No Film School sat down with Wheatley to discuss his evolution as a director and his rigorous process after a screening at the Tribeca Film Festival. High-Rise opens this Friday, May 13, in the US.
NFS: How did your previous professional experiences inform your ability to direct this massive undertaking?
Ben Wheatley: I worked in viral advertising. If you wanted to win a job, you had to be able to pitch and direct it. You'd have to know that you were going to be able to achieve all the effects work for the budget. So you ended up the creative and the director and the effects supervisor. You had to have a very specific set of skills.
I spent three years editing my own stuff and other people's stuff. I was an edit assistant and kind of followed it from that point on. I taught myself editing. What I generally do is just buy "How To" books for cracking software because it's all the training you need. You don't need to take courses for that stuff if you've got a general competency with computers.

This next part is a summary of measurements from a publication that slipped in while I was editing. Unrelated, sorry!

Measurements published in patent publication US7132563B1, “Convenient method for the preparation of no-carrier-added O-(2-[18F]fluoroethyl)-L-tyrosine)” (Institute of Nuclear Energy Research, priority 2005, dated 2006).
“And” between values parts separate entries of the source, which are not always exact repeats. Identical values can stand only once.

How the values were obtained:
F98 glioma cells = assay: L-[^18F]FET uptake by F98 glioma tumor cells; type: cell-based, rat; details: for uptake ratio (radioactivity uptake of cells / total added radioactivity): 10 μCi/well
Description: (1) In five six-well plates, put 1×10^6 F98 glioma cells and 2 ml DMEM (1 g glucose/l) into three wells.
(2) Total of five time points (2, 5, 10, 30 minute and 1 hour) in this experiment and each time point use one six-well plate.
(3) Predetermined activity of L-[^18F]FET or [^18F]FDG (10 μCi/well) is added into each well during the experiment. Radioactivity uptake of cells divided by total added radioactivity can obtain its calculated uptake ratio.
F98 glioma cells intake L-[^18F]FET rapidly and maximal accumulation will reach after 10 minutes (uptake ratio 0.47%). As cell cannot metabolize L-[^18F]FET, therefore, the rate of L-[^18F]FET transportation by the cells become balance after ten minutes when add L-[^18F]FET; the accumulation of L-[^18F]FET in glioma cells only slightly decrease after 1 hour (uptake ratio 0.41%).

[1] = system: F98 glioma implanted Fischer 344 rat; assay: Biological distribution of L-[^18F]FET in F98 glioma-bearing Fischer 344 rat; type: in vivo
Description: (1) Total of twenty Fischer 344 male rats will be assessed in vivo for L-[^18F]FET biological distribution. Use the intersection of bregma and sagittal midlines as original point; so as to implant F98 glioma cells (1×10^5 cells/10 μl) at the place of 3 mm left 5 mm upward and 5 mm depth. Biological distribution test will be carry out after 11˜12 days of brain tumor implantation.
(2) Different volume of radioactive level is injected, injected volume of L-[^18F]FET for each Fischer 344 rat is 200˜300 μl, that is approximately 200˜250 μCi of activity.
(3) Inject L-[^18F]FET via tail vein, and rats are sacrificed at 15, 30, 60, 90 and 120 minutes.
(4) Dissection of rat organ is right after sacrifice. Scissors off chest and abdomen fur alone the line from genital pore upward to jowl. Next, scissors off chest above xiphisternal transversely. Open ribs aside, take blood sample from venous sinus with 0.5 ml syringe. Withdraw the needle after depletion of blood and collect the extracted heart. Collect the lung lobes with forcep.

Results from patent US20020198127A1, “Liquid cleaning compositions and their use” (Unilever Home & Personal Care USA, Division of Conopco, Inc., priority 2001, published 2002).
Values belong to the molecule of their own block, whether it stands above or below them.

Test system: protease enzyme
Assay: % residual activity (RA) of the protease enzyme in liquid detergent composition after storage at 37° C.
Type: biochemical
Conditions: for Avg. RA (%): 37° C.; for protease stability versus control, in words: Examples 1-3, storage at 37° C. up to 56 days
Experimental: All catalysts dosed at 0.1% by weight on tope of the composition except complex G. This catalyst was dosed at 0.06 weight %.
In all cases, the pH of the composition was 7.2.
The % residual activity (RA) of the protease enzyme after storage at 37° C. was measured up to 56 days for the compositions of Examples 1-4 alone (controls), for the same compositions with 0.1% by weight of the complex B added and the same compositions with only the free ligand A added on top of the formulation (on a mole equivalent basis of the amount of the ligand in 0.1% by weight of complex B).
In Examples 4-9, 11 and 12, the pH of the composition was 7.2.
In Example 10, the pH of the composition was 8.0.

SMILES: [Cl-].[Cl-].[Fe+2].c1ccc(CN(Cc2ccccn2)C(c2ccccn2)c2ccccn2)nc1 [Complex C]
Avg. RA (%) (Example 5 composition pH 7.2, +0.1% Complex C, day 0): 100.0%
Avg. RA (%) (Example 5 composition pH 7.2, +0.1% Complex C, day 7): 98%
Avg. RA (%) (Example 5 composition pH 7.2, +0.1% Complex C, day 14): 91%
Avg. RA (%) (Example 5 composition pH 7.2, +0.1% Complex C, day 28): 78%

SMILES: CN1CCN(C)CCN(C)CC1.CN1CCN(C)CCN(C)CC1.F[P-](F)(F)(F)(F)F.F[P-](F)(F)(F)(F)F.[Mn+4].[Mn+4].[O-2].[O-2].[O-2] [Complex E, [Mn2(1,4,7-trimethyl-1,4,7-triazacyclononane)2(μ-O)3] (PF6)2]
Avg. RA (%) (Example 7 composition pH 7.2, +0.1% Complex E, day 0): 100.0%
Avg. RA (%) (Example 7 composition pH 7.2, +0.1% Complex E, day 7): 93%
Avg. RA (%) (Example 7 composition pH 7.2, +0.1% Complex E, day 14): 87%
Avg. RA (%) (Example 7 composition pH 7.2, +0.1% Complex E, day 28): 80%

A modern filmmaker needs to have all those skills. I was always determined to be at least a little bit in someone else's shoes to know what each department did. The main skill of directing is time management. If you don't know how long something takes to do or how hard it is, then you make unreasonable demands on departments and then everyone gets really cross, really quick. And then you fuck it up and you don't make the day. Making a day is super important.
Video is no longer available: www.youtube.com/watch?v=LYmY2tBYins